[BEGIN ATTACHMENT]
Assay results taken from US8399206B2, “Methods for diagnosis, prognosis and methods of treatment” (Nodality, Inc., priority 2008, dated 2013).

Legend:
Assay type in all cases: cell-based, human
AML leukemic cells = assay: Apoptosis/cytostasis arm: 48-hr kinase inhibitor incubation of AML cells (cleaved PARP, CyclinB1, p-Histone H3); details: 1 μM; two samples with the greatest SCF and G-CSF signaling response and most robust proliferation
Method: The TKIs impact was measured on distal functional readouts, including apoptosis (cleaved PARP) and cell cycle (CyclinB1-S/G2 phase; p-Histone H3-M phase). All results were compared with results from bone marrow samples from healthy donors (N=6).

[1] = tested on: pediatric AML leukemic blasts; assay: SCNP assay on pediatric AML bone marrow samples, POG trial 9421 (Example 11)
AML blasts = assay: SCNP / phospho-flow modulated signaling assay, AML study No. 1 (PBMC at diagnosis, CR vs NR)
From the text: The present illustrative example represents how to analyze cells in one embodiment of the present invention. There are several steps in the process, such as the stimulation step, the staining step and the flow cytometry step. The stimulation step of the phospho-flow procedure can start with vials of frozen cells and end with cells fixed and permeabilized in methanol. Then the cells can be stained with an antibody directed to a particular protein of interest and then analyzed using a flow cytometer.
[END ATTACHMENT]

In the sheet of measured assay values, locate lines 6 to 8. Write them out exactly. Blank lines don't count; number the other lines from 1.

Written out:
[1] = tested on: pediatric AML leukemic blasts; assay: SCNP assay on pediatric AML bone marrow samples, POG trial 9421 (Example 11)
AML blasts = assay: SCNP / phospho-flow modulated signaling assay, AML study No. 1 (PBMC at diagnosis, CR vs NR)
From the text: The present illustrative example represents how to analyze cells in one embodiment of the present invention. There are several steps in the process, such as the stimulation step, the staining step and the flow cytometry step. The stimulation step of the phospho-flow procedure can start with vials of frozen cells and end with cells fixed and permeabilized in methanol. Then the cells can be stained with an antibody directed to a particular protein of interest and then analyzed using a flow cytometer.